He did not sleep well and was concerned about defrauding his colleagues, his family and his country... again. Five minutes before the race, his teammate Pablo Morales grabbed him and told him that "he should swim the way he swam to get there."
At that precise moment," sensation "took the place of" feelings "in Jeff and broke his own world record and went on to win two more golds in Atlanta.
DO IT YOURSELF: The sensation is the byproduct of the game, tests and the touch of the things that capture our attention The sensation is in the shot, in hitting, running, swimming by the very sensation of the practice until you know that what you feel in the matches is what you want It's quality over quantity, and to get it, you have to play (see Step 1.) How did you find it? The feeling is not to leave the gym until you've done 50 good-looking shots and went in, not counting Those who entered but felt bad, the feeling is to run or climb the hills until you find the right gear change rhythm, attacking the hill without losing the momentum of the slope you have left behind, the feeling is to find and keep the slide in every hit in water that reduces friction. Feeling is not about working harder or trying to hit a certain number on a goal of the routine; it's about experimenting to find what works best for you. And then, when you find it, you know how to get it next time.
STEP 3: Remember why
The athletes I interviewed had a fairly simple, though not always easy, formula for success. They chose their sports (or races) because they liked how doing that made them feel when they did it. Most of us assume that by pursuing what we want (for example, a PR marathon or a triumph on the tennis court), we will also get what we like. But we can lose sight of what we like by pursuing the current goal.
Many years after working with Jeff Rouse, I talked to the guy who broke all of Jeff's records, Aaron Piersol. Aaron told me: "You can never forget why you are swimming, why you are doing what you are doing".
"I started swimming before I could walk, my family loves water, it was like" throw the child in the water "because we were always close to her, in a pool, on a pier, on the beach. It was like we were spending our days, "he said.
"Competitive swimming is a very narrow definition of swimming, I have tried to explain it to other people and there are plenty of other opportunities to be comfortable with water, if you want to be a good swimmer, you really want to know why. You're doing, I just developed an appreciation for water, when I go to the beach, it's beyond words, it's just a feeling that I have, it felt natural. "
Too often, we pursue what we want at the cost of doing what makes us feel in a way that we like. We dress as we would for a hard and dedicated job. That can lead us to make excuses to replace what we like or want with others' appreciation of how hard we work.Or it can break us, because what we like is no longer aligned with work to get what we want.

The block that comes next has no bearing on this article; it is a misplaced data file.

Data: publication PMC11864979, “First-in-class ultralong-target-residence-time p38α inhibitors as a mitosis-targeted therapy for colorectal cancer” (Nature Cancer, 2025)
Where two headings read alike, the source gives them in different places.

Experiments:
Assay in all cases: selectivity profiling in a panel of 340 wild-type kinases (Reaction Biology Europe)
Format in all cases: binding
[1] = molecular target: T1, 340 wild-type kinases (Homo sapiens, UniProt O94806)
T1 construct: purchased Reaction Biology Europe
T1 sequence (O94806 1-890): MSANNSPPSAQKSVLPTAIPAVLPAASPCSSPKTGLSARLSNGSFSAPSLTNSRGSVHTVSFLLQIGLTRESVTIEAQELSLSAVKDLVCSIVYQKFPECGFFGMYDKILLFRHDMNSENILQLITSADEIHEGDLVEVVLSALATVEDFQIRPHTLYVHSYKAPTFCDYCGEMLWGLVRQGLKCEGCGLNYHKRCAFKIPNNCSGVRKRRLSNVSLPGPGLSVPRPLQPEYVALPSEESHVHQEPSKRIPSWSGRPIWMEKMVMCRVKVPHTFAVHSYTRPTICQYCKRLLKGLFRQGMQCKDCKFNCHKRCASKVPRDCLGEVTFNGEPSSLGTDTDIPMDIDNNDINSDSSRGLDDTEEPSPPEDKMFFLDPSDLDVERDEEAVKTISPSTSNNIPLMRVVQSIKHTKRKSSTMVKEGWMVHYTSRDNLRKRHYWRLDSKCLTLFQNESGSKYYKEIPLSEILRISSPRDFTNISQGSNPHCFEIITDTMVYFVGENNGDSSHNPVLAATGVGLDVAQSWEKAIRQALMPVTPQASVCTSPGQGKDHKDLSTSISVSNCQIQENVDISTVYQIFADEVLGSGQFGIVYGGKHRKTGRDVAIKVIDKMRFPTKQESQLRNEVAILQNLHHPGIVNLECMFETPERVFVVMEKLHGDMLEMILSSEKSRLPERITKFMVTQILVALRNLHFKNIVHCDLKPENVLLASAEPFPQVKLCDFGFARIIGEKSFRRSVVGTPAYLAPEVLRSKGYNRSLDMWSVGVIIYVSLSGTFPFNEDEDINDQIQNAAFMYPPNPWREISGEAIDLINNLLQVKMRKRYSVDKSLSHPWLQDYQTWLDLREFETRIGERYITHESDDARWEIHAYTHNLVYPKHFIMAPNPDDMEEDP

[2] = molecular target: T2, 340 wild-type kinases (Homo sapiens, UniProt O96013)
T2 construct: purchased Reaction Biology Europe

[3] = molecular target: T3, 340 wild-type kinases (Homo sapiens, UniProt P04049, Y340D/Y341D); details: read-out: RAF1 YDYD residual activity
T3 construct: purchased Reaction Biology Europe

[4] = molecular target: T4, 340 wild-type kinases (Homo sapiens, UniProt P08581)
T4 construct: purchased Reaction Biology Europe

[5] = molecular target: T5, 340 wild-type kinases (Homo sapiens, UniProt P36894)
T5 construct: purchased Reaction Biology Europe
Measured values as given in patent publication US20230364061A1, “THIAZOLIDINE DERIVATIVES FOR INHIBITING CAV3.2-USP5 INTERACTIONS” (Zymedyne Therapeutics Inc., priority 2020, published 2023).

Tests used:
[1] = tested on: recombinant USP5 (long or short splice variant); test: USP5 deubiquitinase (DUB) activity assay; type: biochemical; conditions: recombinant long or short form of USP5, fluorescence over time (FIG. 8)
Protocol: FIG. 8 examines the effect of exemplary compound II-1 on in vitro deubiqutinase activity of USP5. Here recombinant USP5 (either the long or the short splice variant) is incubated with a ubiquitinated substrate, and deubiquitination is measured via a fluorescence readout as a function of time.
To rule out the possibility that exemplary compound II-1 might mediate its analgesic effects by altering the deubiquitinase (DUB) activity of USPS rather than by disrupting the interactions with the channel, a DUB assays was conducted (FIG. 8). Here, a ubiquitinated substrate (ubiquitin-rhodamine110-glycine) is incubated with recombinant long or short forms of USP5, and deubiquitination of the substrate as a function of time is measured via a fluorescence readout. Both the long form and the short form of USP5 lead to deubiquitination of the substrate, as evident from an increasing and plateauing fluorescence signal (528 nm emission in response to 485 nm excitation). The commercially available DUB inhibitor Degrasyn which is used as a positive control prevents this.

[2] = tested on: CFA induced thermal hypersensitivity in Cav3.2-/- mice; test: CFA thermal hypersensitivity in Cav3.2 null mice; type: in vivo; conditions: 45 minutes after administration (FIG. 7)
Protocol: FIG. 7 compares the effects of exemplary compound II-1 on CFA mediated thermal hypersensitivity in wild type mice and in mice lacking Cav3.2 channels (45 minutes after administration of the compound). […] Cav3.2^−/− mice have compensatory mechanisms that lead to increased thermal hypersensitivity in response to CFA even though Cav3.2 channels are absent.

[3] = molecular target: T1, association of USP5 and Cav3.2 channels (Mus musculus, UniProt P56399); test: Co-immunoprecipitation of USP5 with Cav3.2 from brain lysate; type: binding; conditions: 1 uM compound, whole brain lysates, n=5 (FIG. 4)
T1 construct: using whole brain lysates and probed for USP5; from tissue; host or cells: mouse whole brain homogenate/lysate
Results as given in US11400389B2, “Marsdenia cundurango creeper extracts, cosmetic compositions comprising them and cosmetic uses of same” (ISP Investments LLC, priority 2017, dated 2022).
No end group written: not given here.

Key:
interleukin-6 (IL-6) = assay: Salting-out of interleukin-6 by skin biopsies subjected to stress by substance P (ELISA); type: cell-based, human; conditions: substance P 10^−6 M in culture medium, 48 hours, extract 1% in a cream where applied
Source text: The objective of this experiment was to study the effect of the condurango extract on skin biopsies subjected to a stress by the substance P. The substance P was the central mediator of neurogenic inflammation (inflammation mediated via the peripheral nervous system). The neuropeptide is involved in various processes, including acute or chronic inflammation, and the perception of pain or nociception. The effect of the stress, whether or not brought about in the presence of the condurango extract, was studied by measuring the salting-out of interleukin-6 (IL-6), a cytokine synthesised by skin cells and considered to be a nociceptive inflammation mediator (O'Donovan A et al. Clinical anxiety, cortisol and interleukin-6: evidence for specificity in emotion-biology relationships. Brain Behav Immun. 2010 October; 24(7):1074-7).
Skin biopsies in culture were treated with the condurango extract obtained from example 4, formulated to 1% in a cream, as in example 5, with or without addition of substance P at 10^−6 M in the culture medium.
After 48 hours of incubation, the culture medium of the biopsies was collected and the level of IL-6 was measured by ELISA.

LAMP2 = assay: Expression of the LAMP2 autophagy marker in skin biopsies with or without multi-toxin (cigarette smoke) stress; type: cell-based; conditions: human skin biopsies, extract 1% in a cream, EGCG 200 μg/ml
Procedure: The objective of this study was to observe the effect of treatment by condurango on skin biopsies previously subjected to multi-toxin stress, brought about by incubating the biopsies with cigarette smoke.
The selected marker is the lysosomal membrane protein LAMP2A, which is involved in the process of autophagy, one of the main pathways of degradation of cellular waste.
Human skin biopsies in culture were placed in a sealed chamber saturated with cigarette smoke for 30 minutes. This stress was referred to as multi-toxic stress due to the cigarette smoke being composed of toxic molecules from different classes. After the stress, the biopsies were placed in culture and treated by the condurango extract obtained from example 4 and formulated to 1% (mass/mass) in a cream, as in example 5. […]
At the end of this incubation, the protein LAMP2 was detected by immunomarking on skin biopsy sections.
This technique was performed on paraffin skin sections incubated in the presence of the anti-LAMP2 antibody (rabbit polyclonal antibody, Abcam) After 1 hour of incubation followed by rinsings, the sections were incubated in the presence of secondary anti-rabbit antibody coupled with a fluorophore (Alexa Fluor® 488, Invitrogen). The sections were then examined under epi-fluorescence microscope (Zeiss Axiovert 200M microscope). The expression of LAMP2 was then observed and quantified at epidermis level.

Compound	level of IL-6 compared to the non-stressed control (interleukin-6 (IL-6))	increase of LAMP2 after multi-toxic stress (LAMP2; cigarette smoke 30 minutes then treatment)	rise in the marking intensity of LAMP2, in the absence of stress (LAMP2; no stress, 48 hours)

DO IT YOURSELF: When we were kids, we played and liked. We played with the things and people we liked. We had the freedom to like something, a freedom that a few of us allow ourselves. Instead of the pressure to "love", which comes with adulthood, like little children, we were free to "like, love" someone. What do you like about what you do? What do you like about running or cycling, playing basketball or golf, or even your work, regardless of where they take you? My job is mostly to remind people what they like to feel and the activities and people that make this happen. I do not need to remind people that they love what they do or what they want to achieve. My job is to reconnect them with the "like, want" of a small child that covers the gap between what we like and what we want and do the work that is needed to get there. How did you get it? Try it by telling your story to someone or write a blog (or press entry) about how you do your sport, how you got into it, how you learned to "like, love". When you review the roots, you will remember how it felt to want to do it day after day. It's a useful exercise, especially when you reach plateaus, hit a hard training point, or just need a little extra motivation.
STEP 4: Develop confidence, not security
What is the difference between the two? Security is the belief that you are going to get what you want; the result. Trust is knowing that you have done the work to be able to do what you want to do. It's subtle, but important, because trust can actually help you get better results, even when you do not feel very safe. The best example of this came out in my interview with Grammy-winning musician Bruce Hornsby.
Bruce sat in the center of the court with his piano in the NBA All-Star Game, waiting with Branford Marsalis to play the national anthem. As the lights went out, the signal for them to start playing, a small red light went on over the television camera indicating that they were live to China. Bruce's hands resting beside him, began to tremble. He did not remember this happening before and his usual security faltered.